It’s a complete rewrite of the human plot as domestic robots join industrial ones to soon change the look and feel of ordinary life. Humanlike machines which have dominated our science fiction since Frankenstein will present humanity with a whole new slew of moral dilemmas, burning issues as yet unaccounted for by the manufacturers and unannounced by the policy makers. Okay, we get the paradigm of robots working in team with humans to mutual benefit in factories, but how will domestic robots rewire our families, where housework forms a hotbed of power play and confrontation.

Slaves have always sooner or later revolted, and Spartacus was only the most famous of many slave revolutionists. Will a day come when our robots not only know more than us, but know better than us? Will smart slaves collaborate with smart fridges to keep food away from us when we break our diets? Will robots refuse to let us into the house when we forget our smart keys? Will the price of slaves disrupt the wages of workers and lead to Luddite attacks? Will human free will disappear – or was it all an illusion to begin with? One shudders to think what competitive differentiation between robot makers will involve, and how soon walking, talking, thinking slaves will start to answer back.

My take on this impending automation, virtualization and robotization of human life is that we must seize this very moment to re-affirm the sovereignty of humanity and demarcate the line between the naturally human and the technologically superfied versions. Never before have we so needed a Bill of Human Rights for the Digital Age and a Digital Ethics Manifesto (as proposed in my latest book), including the right not to be augmented, hyper-connected, optimized or otherwise ‘improved’. After millennia of slavery and centuries of science fiction, robots are becoming science fact, just about to take their place right beside us on the sidewalk (and who knows where else…) It would be wise to talk about this now, including the ethical dimensions, rather than waiting for later.  Awareness and debate are urgently needed before ‘mission control for humanity’ is given to a handful of powerful technology companies that are building these ‘global brains’ in robot bodies.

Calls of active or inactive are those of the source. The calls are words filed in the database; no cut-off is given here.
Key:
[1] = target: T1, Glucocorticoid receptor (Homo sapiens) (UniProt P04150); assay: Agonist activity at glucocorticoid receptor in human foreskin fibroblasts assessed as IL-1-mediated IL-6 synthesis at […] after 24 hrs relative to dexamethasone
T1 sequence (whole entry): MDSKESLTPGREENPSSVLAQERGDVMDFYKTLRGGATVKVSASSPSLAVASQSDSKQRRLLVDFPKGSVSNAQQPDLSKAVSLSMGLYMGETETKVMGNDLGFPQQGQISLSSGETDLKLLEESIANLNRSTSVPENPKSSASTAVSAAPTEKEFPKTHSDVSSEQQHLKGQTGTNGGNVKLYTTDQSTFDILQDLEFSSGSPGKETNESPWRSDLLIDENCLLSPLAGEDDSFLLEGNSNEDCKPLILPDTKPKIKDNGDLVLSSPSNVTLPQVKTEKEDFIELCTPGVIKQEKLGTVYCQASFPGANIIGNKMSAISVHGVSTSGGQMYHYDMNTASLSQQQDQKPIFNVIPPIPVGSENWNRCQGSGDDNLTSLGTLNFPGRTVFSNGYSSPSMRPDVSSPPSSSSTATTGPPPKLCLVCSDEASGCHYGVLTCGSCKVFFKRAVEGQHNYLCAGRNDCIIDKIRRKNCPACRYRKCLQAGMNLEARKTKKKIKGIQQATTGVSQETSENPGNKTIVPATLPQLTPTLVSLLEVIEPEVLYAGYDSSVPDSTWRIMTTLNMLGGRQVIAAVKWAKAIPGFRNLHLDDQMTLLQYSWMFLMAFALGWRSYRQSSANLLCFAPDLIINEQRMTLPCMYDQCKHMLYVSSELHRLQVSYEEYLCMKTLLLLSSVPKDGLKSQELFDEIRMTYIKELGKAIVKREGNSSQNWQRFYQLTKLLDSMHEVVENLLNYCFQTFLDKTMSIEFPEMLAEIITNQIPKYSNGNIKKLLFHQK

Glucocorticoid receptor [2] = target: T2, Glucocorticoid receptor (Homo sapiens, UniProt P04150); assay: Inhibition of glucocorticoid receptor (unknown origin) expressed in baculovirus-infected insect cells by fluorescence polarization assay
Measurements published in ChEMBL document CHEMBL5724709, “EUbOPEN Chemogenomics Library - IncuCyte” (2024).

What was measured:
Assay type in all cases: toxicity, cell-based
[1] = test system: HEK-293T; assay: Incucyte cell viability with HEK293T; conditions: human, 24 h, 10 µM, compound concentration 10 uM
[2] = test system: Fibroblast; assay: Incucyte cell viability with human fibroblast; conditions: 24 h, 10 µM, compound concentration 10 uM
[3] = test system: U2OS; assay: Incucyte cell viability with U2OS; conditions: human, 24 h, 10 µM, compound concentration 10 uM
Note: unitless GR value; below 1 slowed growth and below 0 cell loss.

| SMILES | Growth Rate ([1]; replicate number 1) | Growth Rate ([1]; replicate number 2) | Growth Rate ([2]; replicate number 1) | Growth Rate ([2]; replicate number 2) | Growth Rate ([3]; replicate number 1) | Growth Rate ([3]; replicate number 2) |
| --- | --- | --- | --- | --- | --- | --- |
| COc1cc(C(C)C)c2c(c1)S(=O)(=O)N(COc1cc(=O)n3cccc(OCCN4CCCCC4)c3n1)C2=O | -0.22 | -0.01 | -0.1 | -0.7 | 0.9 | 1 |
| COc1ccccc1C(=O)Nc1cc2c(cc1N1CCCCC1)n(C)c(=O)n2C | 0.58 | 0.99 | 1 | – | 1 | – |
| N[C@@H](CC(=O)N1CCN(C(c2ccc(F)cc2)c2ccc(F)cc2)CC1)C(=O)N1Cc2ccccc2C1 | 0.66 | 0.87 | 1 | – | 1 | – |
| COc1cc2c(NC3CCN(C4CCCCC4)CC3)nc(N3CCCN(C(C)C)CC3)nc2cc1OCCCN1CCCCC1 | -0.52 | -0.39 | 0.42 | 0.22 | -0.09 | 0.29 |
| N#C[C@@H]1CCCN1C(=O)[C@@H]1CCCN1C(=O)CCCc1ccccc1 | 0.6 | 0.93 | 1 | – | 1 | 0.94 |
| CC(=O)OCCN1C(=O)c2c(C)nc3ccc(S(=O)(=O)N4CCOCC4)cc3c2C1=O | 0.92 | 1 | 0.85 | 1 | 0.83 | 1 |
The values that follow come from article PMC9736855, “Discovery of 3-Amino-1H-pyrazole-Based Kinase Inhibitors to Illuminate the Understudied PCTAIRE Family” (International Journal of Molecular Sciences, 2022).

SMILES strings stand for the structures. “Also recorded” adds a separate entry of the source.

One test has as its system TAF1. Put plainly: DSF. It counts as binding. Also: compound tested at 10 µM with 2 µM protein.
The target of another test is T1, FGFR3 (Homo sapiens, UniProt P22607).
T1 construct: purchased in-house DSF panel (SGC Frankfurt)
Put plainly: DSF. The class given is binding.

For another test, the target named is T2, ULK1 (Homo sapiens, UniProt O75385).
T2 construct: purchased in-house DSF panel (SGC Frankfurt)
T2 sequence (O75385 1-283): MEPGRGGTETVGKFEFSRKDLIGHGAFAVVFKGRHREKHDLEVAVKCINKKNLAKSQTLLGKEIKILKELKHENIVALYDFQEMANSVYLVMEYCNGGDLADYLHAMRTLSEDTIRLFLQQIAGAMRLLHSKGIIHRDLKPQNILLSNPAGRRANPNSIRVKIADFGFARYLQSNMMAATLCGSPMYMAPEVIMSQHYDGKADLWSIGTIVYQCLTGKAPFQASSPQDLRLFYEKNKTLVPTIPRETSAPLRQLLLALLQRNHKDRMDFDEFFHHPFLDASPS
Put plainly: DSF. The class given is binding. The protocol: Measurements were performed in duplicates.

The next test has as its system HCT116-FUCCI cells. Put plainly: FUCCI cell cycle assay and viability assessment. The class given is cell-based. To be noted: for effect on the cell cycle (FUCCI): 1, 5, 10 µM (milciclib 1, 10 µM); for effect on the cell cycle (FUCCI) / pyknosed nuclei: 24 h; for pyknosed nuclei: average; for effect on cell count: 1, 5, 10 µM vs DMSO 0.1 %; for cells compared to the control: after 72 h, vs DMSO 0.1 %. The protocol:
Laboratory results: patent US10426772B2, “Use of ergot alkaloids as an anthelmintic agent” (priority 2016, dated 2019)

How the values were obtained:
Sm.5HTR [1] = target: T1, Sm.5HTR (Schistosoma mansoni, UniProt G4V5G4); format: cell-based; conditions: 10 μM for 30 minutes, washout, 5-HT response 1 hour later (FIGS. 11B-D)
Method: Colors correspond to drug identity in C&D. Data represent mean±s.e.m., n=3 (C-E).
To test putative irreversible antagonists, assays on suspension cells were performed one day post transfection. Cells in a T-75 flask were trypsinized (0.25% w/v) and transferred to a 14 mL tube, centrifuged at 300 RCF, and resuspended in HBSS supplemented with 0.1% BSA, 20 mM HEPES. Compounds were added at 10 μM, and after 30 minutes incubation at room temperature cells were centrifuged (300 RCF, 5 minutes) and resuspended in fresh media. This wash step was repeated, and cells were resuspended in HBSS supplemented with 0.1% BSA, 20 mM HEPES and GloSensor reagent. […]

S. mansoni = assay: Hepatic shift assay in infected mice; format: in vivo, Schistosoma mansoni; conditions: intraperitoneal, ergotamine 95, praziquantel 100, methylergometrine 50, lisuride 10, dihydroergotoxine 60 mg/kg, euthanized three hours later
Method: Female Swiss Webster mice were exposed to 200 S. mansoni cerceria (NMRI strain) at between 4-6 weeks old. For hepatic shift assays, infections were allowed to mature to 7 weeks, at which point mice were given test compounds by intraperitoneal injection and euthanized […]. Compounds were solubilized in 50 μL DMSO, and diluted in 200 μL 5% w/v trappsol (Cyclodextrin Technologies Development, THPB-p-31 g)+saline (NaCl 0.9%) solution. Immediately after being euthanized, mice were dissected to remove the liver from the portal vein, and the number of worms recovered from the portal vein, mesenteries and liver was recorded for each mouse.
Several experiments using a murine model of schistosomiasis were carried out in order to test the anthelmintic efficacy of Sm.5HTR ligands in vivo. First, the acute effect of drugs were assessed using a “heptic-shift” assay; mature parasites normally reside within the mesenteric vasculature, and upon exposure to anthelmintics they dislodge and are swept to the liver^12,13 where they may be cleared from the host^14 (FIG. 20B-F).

Robots are like us, but not of us. They can possibly simulate existence but they never actually exist. And this limitation does not make them less valuable – it is simply not the same as being human. Let’s not confuse the tool with the purpose (broadly summarized as human flourishing). Top marks for finding a way to replace the drudgery of being a human on planet Earth, but now let’s work out the ethics. Here’s my advice: Think of robots not as friends but as beautiful tools. Smart machines, to be sure, but not Disney characters. Let’s not anthropomorphize the machines so that our own humanity starts to suffer in the comparison. We are not robots. They are not humans. Thinking machines don’t think like we do. Liberate the slaves, but let’s not enslave the free.

 


 

 

Image Credit: CC by Vinoth Chandar

About the author: Gerd Leonhard

Gerd Leonhard is author of ‘Technology vs Humanity’, published by Fast Future Publishing.  Listed by Wired Magazine as one of the top 100 most influential people in Europe (2015), Gerd Leonhard’s work focuses on the future of humanity and technology, digital transformation, big data, automation, AI and robotics, media, content, marketing and advertising, telecommunications, culture and tourism, banking and financial services, government and leadership